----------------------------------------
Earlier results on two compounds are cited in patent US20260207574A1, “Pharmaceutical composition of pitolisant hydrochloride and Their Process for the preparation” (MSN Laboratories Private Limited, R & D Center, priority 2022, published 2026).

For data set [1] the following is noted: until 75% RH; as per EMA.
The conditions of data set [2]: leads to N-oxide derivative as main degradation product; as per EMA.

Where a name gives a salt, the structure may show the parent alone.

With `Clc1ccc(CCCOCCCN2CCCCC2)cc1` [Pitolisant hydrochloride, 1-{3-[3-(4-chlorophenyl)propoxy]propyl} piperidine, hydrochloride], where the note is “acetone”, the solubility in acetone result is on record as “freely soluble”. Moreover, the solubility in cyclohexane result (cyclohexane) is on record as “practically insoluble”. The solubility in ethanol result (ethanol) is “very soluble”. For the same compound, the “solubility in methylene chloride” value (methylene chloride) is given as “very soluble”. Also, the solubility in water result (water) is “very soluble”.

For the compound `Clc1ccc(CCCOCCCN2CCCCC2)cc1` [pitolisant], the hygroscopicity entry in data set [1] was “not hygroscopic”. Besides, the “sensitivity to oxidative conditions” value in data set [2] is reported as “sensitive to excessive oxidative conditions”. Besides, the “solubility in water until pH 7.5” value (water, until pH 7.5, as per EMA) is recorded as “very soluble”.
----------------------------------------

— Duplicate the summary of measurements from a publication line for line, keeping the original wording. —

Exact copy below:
Earlier results on two compounds are cited in patent US20260207574A1, “Pharmaceutical composition of pitolisant hydrochloride and Their Process for the preparation” (MSN Laboratories Private Limited, R & D Center, priority 2022, published 2026).

For data set [1] the following is noted: until 75% RH; as per EMA.
The conditions of data set [2]: leads to N-oxide derivative as main degradation product; as per EMA.

Where a name gives a salt, the structure may show the parent alone.

With `Clc1ccc(CCCOCCCN2CCCCC2)cc1` [Pitolisant hydrochloride, 1-{3-[3-(4-chlorophenyl)propoxy]propyl} piperidine, hydrochloride], where the note is “acetone”, the solubility in acetone result is on record as “freely soluble”. Moreover, the solubility in cyclohexane result (cyclohexane) is on record as “practically insoluble”. The solubility in ethanol result (ethanol) is “very soluble”. For the same compound, the “solubility in methylene chloride” value (methylene chloride) is given as “very soluble”. Also, the solubility in water result (water) is “very soluble”.

For the compound `Clc1ccc(CCCOCCCN2CCCCC2)cc1` [pitolisant], the hygroscopicity entry in data set [1] was “not hygroscopic”. Besides, the “sensitivity to oxidative conditions” value in data set [2] is reported as “sensitive to excessive oxidative conditions”. Besides, the “solubility in water until pH 7.5” value (water, until pH 7.5, as per EMA) is recorded as “very soluble”.